Somewhere I read that when you remember something, you aren’t remembering the event. You’re remembering your memory of that event. Memory is unreliable, changeable, colored by years and emotions. Some people don’t remember much about their childhoods. I remember a lot. Memories will bob to the surface every so often, triggered by a smell or a random turn of phrase. There are two versions of childhood me that exist in my memory. There is the Small Joan who was terrified of the flowered curtains in her own bedroom, because she could see faces in them at night. And then there is the Small Joan whose parents had to make sure all the doors were locked during thunderstorms, lest their very young daughter go running outside. According to a story my mother told me, I used to do this when I was about three or four years old. I still love thunderstorms.
I’ve tried — really, really tried — but I cannot pin down one single moment in my childhood when a switch flipped and I went from being scared of everything, to liking the scary stuff. When I was a kid it seems like I went to a billion sleepovers. My friends and I had them all the time. Of course, we would all sit around on our sleeping bags, hugging our pillows and telling scary stories. I have one specific memory of me in the bathroom at a friend’s house, sitting on the fuzzy toilet lid with both my feet pulled up, and my fingers in my ears, AND the door closed, all so I wouldn’t hear whatever story my friends were telling.
It’s possible that the reason I shut myself in the bathroom was because I’d already heard a few stories that scared me. I heard them all anyway, somehow, at some point. All the classics. The Hook, The Dead Boyfriend, Humans Can Lick Too, and also a barf-tastic tale about mayonnaise that I’ve never seen anywhere else. It was all over my elementary school, though. I think one of my classmates made it up. (If you’d like to read this gross story, I’ve included it at the end.)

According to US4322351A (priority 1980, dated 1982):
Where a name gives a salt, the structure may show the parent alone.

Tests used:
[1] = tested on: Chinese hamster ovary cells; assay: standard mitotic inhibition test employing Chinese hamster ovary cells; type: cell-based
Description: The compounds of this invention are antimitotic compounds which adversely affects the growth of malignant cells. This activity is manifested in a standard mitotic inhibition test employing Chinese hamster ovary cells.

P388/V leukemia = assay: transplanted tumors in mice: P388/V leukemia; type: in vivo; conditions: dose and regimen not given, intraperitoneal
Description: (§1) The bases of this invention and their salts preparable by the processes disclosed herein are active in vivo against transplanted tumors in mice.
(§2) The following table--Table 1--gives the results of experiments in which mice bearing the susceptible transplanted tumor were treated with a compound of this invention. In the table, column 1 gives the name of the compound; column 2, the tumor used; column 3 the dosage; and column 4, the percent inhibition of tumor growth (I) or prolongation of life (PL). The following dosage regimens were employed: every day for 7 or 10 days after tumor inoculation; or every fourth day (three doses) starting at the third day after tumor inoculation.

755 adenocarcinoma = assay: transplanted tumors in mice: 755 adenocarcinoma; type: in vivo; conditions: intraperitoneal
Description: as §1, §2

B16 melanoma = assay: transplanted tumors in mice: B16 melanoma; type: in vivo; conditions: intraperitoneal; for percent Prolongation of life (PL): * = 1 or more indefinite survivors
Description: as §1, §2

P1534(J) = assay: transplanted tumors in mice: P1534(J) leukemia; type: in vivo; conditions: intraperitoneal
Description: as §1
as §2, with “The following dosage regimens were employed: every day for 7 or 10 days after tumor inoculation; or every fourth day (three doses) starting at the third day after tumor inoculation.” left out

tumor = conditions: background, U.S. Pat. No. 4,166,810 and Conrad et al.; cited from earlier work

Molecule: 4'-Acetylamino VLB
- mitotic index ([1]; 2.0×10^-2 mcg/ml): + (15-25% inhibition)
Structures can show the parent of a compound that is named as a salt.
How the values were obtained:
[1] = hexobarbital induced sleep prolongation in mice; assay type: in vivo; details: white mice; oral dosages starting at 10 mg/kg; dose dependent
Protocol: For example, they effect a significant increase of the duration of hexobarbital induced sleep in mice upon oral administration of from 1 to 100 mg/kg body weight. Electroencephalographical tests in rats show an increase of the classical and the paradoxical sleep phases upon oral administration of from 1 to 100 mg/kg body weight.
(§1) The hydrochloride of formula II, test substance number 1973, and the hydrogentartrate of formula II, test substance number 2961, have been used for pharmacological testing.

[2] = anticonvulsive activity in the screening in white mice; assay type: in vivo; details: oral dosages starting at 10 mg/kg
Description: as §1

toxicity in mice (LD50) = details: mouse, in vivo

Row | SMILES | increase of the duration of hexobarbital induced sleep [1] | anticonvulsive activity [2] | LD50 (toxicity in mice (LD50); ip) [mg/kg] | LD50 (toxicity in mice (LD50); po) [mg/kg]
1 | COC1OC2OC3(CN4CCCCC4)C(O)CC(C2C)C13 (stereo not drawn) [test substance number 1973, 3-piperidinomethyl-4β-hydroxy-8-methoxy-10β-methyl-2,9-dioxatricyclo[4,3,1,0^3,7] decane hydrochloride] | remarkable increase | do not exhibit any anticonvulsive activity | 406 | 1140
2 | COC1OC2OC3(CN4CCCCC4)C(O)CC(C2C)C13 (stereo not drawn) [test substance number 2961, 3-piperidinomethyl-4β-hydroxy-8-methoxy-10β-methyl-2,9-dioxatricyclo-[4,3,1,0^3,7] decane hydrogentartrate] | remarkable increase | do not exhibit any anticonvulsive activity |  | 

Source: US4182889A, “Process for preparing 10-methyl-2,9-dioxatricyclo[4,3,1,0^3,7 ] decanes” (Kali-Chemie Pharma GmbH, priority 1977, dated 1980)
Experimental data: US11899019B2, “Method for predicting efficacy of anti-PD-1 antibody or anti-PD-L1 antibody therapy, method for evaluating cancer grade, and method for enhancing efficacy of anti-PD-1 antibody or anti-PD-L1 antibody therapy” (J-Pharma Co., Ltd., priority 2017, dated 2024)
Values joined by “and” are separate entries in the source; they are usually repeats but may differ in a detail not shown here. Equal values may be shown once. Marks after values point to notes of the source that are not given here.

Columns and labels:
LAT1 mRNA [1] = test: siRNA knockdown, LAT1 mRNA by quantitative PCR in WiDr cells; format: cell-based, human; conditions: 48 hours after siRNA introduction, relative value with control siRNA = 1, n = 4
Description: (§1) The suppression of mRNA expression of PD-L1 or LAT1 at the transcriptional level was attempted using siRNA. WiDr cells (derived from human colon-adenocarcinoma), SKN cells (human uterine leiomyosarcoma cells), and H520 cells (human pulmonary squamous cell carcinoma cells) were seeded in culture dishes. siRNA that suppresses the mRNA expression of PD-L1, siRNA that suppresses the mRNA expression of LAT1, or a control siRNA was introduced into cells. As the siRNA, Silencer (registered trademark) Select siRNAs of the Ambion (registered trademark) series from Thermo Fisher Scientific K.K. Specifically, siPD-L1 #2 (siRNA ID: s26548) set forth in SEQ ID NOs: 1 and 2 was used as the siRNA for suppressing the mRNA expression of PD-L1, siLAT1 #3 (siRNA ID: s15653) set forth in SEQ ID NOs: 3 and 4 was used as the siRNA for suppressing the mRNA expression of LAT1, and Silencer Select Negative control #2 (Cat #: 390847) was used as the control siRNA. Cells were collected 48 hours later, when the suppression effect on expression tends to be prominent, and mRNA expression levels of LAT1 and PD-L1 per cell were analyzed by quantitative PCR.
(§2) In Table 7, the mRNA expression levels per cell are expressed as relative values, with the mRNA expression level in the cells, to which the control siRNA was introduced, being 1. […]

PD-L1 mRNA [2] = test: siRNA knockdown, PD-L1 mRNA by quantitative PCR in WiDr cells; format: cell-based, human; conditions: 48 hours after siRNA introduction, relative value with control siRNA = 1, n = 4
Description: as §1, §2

At these slumber parties, my friends and I played Light As a Feather. I usually wanted to be the storyteller, or at least that’s how I remember it. That meant I would be telling creepy stories to my friends, about how each one of them died. But, there was one time I agreed to play the corpse. My friend Kris put her fingers on my temples and in her story, one day I took a shortcut through the woods. By the side of the path, I saw some wild mushrooms growing. So, I picked a few, and I ate them, and… that’s how I died. I remember thinking that was a stupid story. I’d never do that. I didn’t even like mushrooms. I still hate them. But, when Kris said, “When I count to three, she will become… light as a feather, stiff as a board… one…two…three…” — I felt myself rise from the floor, lifted up by my friends, light as a feather and stiff as a board. RIP me.
These two Small Joans must therefore be one Small Joan. Just one me. There is no single moment when I chose a path. I’ve always been scared of scary stuff, and I’ve always been drawn to it, too. I deliberately checked out scary books from the library, knowing that they’d scare me. I was traumatized by Scott Corbett’s The Red Room Riddle for years. YEARS. All the way into adulthood. I finally tracked down the book, and I now own my own copy, complete with the same groovy 1970s artwork.
Right there on the cover, it says “A Ghost Story.” So, it’s not like the book tricked me. I knew exactly what I was getting into. (I re-read it recently, and it’s still creepy!)